TomorrowNow CEO: Oracle "dug a hole" for itself

Third-party support asks questions...

Third-party support asks questions...

TomorrowNow, the SAP subsidiary at the centre of a major legal dispute between its parent and Oracle, has questioned the latter's ability to provide good value support to its customers and to innovate in software over the long term.

Andrew Nelson, TomorrowNow CEO, told "[Oracle] is aware of the companies coming to us [for support]. We've got blue chip customers from all around the world."

The support specialist has little or no contact with Oracle but prides itself on personnel that understand various enterprise apps intimately, often having worked at those vendors at times over the past decade.

Its customers in the UK include Allied Bakeries, DHL and Hyundai Motors.

How it works

Take Baan, a European ERP vendor whose influence arguably peaked in the 1990s. Its software is currently a fertile ground for a TomorrowNow. There are thousands of Baan installations of the "mature and stable" type - which makes them attractive, purely in terms of support - involving no ongoing development work. TomorrowNow CEO Nelson: "Baan is a classic example. That product has a tenacity."

Nelson said: "With PeopleSoft, JD Edwards and Siebel we've got, in every one of those, at least one of the top 20 maintenance-paying customers in the world."

In March this year Oracle alleged SAP had hacked into its customer support centre and downloaded copies of its proprietary software code. In the lawsuit both SAP and its TomorrowNow unit were named as defendants, facing a raft of serious complaints.

The analogy TomorrowNow execs like is that of servicing a car. Most car-owners use a third party rather than a manufacturer's dealership network, often because it is cheaper. However, despite the low-cost boast - with savings of up to 50 per cent on Oracle's own support - many point to TomorrowNow as a way for SAP to transition large customers onto its software over the long term.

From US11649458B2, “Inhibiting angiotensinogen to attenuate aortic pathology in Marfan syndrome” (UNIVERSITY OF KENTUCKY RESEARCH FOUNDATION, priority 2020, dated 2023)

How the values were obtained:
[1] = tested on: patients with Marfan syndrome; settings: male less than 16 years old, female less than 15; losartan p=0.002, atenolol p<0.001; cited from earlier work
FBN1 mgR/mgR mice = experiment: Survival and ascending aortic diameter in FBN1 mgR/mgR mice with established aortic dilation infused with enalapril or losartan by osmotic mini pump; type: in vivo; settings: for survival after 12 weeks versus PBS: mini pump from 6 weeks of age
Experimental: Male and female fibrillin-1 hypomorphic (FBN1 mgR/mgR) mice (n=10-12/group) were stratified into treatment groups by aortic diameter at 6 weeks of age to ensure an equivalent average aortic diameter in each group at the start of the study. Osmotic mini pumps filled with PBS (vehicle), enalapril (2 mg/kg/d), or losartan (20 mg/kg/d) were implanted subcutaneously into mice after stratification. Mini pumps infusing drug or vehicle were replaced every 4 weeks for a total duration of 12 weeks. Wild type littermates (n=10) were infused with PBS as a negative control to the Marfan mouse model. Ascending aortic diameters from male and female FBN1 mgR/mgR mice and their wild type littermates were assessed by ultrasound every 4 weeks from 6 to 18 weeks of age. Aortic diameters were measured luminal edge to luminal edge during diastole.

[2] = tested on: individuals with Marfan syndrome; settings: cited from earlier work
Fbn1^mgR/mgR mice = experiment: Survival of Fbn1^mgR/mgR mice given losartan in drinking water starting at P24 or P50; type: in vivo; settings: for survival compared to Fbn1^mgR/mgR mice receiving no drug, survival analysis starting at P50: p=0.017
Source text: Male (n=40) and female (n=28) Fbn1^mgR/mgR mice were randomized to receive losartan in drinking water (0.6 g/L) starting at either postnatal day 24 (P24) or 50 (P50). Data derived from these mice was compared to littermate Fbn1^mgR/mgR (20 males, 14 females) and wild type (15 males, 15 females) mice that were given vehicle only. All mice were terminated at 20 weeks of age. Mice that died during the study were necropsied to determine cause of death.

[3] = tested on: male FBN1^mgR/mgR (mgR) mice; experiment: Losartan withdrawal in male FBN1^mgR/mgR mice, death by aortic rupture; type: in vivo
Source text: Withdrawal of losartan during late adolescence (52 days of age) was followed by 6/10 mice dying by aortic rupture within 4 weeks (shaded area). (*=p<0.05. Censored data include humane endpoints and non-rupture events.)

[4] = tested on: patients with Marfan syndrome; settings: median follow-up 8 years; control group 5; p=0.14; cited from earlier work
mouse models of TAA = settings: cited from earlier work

Oracle was unavailable to comment immediately for this story.

Nelson added: "I don't envy [Oracle's] position. I think they need to decide whether they're going to become a holding company, long-term, or whether they're serious about being in the innovative applications business."

At the time Oracle's purchase of PeopleSoft - which had earlier swallowed JD Edwards - was going through, there was talk of a suite of combined products by the name of Fusion.

TomorrowNow's Nelson added: "Oracle customers no longer value pre-funding a Fusion application that they no longer understand, that's uncertain to them and that they're not sure they will ever user.

"Oracle has to respond to that. The challenges they've created through their M&A strategy... they've really dug a hole for themselves."

Bought by SAP at the start of 2005, TomorrowNow has a presence in around 40 countries and made its name supporting applications created by JD Edwards and PeopleSoft. More recently it has also turned its hand to Siebel apps. All these software names are now part of the Oracle stable, though it also looks at other packages such as Baan.